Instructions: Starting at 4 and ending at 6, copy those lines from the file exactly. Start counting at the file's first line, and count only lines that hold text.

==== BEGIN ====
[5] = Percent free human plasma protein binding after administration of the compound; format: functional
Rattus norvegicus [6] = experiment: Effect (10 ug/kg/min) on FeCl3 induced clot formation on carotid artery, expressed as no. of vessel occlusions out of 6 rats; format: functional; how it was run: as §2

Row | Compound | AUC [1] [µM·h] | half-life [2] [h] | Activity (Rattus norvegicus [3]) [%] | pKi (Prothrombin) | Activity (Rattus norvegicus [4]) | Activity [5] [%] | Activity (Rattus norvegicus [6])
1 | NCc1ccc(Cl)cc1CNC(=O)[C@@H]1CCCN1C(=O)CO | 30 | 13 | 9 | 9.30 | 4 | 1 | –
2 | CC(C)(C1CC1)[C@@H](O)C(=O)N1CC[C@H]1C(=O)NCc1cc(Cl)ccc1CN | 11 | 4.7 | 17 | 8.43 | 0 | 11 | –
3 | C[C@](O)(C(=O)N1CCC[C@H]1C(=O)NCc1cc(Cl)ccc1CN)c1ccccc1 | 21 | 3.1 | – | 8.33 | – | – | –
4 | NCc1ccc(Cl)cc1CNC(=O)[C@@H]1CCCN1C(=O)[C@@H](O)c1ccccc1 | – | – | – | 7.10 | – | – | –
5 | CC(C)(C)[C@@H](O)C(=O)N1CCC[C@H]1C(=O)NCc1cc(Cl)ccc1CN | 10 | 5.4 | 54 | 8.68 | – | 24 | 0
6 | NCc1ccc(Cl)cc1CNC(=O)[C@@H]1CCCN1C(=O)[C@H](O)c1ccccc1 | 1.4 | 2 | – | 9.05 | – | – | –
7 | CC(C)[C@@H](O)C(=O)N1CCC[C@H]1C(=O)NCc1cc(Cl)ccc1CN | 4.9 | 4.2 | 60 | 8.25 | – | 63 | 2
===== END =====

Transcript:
1 | NCc1ccc(Cl)cc1CNC(=O)[C@@H]1CCCN1C(=O)CO | 30 | 13 | 9 | 9.30 | 4 | 1 | –
2 | CC(C)(C1CC1)[C@@H](O)C(=O)N1CC[C@H]1C(=O)NCc1cc(Cl)ccc1CN | 11 | 4.7 | 17 | 8.43 | 0 | 11 | –
3 | C[C@](O)(C(=O)N1CCC[C@H]1C(=O)NCc1cc(Cl)ccc1CN)c1ccccc1 | 21 | 3.1 | – | 8.33 | – | – | –